VPA can cause hyperammonemia in the setting of both high and therapeutic drug levels without evidence of hepatic dysfunction. Prompt measurement of serum ammonia should be considered when there is a decreased level of consciousness in patients receiving VPA irrespective of the diagnosis and even after a long-term exposure.
Hyperammonemia can be asymptomatic or may progress to focal neurological deficit, seizure, marked sedation, coma, due to encephalopathy. Clinically significant AEs occur in approximately 10% of the patients showing valproate-related hyperammonemia, with ammonia levels about 2-fold increased beyond normal ranges (35–65 μmol/L). Yet, conclusive relationship between the daily doses of VPA and the onset and severity of VHE (valproate-induced hyperammonemic encephalopathy) has not been established. A direct relationship between the development of VHE and serum VPA levels seems excluded, even though data available in literature are not concordant.
VPA is known to be associated with decreased carnitine levels and occasionally true deficiency, which is an unusual problem in the healthy, well-nourished adult population. VPA depletes carnitine storages through different mechanisms, usually in long-term or high-dose treatment [9,10]: the effects of VPA on urea metabolism occur primarily in the liver mitochondria, via the inhibition of the enzyme required for the first step in the urea cycle, CPS1. This may lead to a dose-independent increase in the concentration of its substrate, ammonia, in the blood. Carnitine results also necessary in the mitochondria for the transport and the subsequent oxidation of fatty acids. VPA inhibits carnitine transport, causing the increase in renal carnitine excretion. Indeed, a carnitine deficiency leads to the reduction of fatty acids metabolism and the successive increase of protein utilization. VPA also accelerates ammonia production by the kidney 
L-carnitine is an aminoacid derivative and important nutrient involved in fat metabolism. Up to 75% of L-carnitine is provided by diet, particularly red meat and dairy products. It is also biosynthesized endogenously from dietary amino acids (methionin, lysine), especially in the liver and in the kidneys. Carnitine is responsible for 2 metabolic functions. It eases the fatty acyl-group transport into mitochondria and it also preserves the ratio of acyl-CoA to free CoA in the mitochondria. 
Carnitine supplementation has been suggested in the treatment of a variety of health conditions such as cardiomyopathies, diabetic neuropathy, tuberculosis, dementia, renal failure, and anemia, and has been added to newborns’ foods and milk, even though data are preliminary.
As VPA-induced hyperammonemia and VHE could be mediated at least in part by carnitine deficiency, it has been hypothesized that L-carnitine supplementation may prevent, correct, or attenuate these AEs.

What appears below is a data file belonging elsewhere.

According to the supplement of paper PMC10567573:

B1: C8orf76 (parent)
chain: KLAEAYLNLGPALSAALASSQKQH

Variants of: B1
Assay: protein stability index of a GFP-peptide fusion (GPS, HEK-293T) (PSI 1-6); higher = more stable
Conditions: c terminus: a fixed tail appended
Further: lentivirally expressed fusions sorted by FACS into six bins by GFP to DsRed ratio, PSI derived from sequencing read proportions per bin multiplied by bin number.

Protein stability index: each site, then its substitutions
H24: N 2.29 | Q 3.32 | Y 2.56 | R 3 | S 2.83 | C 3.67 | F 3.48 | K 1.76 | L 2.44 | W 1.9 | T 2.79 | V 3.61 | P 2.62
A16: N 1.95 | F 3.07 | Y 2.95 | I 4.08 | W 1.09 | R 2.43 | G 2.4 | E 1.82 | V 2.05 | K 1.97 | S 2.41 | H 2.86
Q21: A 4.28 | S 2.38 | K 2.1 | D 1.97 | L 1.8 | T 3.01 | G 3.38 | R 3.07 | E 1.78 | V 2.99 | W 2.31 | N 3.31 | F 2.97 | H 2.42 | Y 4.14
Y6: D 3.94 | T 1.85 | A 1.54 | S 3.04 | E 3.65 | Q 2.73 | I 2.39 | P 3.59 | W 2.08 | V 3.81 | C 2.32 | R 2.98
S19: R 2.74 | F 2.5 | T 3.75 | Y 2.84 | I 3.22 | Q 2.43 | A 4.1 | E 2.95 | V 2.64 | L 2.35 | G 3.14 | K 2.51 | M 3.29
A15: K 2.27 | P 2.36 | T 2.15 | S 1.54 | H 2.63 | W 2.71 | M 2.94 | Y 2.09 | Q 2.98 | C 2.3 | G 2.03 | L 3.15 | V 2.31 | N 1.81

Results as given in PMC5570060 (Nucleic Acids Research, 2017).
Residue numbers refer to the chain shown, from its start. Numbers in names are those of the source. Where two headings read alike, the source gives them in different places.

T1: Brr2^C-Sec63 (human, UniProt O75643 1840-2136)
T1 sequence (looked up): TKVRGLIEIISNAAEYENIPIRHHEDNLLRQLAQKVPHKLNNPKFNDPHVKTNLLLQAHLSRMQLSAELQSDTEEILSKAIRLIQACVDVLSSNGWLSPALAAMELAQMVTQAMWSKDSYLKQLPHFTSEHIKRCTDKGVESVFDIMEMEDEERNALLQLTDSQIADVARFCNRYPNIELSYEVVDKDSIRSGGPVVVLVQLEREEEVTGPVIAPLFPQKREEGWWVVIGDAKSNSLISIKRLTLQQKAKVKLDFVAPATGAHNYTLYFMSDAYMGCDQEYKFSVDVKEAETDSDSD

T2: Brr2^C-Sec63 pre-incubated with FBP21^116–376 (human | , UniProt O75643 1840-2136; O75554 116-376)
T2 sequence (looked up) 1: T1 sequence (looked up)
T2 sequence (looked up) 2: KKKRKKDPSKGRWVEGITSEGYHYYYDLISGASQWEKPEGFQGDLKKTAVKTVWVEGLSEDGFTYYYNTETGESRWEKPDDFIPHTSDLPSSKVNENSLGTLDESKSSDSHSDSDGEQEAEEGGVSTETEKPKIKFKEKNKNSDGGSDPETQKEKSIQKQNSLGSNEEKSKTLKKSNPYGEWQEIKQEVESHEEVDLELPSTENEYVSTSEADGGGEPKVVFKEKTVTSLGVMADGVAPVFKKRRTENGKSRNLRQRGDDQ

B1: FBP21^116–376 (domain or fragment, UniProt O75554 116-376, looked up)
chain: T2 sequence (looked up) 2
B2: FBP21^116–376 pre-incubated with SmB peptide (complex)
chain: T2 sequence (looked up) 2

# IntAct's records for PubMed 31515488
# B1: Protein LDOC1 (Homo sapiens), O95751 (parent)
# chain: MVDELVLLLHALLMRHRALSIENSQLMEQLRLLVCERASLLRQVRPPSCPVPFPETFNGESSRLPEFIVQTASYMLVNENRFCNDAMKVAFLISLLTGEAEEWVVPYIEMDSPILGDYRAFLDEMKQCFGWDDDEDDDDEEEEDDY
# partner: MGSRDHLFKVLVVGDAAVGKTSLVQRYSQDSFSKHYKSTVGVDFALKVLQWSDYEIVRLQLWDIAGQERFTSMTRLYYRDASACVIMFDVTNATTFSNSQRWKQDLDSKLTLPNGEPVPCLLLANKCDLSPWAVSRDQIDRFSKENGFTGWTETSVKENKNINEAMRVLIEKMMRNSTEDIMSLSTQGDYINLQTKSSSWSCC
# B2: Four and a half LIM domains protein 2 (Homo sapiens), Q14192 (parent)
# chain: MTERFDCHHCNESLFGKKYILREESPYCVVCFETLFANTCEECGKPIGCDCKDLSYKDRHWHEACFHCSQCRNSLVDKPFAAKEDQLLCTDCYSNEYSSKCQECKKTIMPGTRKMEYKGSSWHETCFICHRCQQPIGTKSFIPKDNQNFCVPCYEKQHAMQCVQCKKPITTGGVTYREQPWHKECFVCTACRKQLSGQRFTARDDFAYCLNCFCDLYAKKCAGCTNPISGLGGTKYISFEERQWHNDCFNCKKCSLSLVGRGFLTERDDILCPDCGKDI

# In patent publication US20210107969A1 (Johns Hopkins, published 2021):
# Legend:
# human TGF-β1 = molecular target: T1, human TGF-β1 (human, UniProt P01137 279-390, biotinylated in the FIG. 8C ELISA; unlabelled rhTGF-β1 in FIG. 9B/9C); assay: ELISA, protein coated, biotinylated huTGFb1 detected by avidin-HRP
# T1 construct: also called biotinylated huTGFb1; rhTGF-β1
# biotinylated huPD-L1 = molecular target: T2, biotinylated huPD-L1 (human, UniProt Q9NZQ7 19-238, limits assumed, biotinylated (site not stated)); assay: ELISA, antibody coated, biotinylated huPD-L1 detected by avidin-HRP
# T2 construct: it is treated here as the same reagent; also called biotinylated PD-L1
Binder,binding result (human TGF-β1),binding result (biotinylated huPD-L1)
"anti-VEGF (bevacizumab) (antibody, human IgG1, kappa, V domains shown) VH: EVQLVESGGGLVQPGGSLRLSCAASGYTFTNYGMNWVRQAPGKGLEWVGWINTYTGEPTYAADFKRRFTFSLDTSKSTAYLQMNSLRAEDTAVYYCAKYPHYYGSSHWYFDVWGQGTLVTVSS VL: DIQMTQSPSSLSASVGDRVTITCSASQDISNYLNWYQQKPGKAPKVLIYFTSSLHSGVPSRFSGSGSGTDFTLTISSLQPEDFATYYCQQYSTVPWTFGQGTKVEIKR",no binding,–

VPA-induced hyperammonemia is an AE that may be prevented, corrected, or attenuated by L-carnitine supplementation because of VHE mediation, at least partly, by carnitine deficiency. 
Bohan et al  analyzed the association of L-carnitine treatment with hepatic survival in 92 patients with severe, symptomatic, VPA-induced hepatotoxicity, reporting that prompt intervention with i.v. rather than enteral L-carnitine was associated with the greatest hepatic survival. Because of the low (15%) bioavailability of enteral L-carnitine, the better survival with i.v. treatment may be related to higher blood levels.
Some Authors [19,20] also suggest that carnitine might be considered as a novel therapeutic option in the management of depression and associated mood disorders, as well as attention-deficit hyperactivity disorder. Fernandes  reviewed the emerging evidence on the role of carnitine in mood disorders, yet results are not univocal: some studies examined depression scores in further detail after 12 weeks of carnitine treatment, whereas others found no statistically significant negative correlation between patients’ depression scores and total levels of serum carnitine. Carnitine supplementation has also been advocated in chronic VPA treatment, but data are limited .
In addition, patients who are treated with multiple anticonvulsants—such as VPA combined with PHT (phenobarbital), PB (phenytoin), or CBZ (carbamazepine)—are at a higher risk of developing hyperammonemia . Yamamoto et al  evaluated a total of 2944 epileptic pediatric patients to identify risk factors for hyperammonemia: the authors observed that the mean ammonia level of the patients on VPA along with AEDs was significantly higher than that of those on VPA monotherapy, especially when VPA was combined to PHT or PB, rather than CBZ. The patient described herein was not suffering from epilepsy, thus was not taking any other AED, which would have increased his risk of developing hyperammonemia (and contributed to hindered interpretation of the results due to confounding bias). His VPA serum levels were normal, but as we previously observed, data in literature are not concordant with respect to a direct relationship between the development of VHE and serum VPA levels. Moreover, he had previously been treated with VPA, without developing hyperammonemia, which reasonably allows us to exclude a genetically inherited urea cycle disorder, even though genetic testing was not performed.
In conclusion, resolution or prevention of hyperammonemia may be enhanced with the administration of L-carnitine, yet further investigation is required. An interesting aspect of this case was how rapidly the patient responded to the carnitine therapy.